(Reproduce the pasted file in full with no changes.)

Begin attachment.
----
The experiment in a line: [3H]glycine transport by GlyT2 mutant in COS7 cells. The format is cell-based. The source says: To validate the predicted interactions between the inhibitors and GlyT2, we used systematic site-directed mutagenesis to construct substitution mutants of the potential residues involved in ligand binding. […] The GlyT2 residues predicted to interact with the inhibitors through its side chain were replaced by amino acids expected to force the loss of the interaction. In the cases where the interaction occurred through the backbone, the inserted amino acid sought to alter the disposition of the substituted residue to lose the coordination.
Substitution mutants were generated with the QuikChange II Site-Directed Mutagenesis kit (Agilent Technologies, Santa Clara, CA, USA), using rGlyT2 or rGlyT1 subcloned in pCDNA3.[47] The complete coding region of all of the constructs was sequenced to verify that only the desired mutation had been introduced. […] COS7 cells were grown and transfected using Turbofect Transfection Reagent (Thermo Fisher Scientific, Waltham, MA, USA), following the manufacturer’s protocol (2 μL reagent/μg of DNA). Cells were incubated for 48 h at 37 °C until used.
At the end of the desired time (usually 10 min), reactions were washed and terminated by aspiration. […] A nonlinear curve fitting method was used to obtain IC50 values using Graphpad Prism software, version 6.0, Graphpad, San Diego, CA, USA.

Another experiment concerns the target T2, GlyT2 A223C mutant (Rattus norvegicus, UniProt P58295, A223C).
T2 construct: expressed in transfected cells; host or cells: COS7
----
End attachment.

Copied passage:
The experiment in a line: [3H]glycine transport by GlyT2 mutant in COS7 cells. The format is cell-based. The source says: To validate the predicted interactions between the inhibitors and GlyT2, we used systematic site-directed mutagenesis to construct substitution mutants of the potential residues involved in ligand binding. […] The GlyT2 residues predicted to interact with the inhibitors through its side chain were replaced by amino acids expected to force the loss of the interaction. In the cases where the interaction occurred through the backbone, the inserted amino acid sought to alter the disposition of the substituted residue to lose the coordination.
Substitution mutants were generated with the QuikChange II Site-Directed Mutagenesis kit (Agilent Technologies, Santa Clara, CA, USA), using rGlyT2 or rGlyT1 subcloned in pCDNA3.[47] The complete coding region of all of the constructs was sequenced to verify that only the desired mutation had been introduced. […] COS7 cells were grown and transfected using Turbofect Transfection Reagent (Thermo Fisher Scientific, Waltham, MA, USA), following the manufacturer’s protocol (2 μL reagent/μg of DNA). Cells were incubated for 48 h at 37 °C until used.
At the end of the desired time (usually 10 min), reactions were washed and terminated by aspiration. […] A nonlinear curve fitting method was used to obtain IC50 values using Graphpad Prism software, version 6.0, Graphpad, San Diego, CA, USA.

Another experiment concerns the target T2, GlyT2 A223C mutant (Rattus norvegicus, UniProt P58295, A223C).
T2 construct: expressed in transfected cells; host or cells: COS7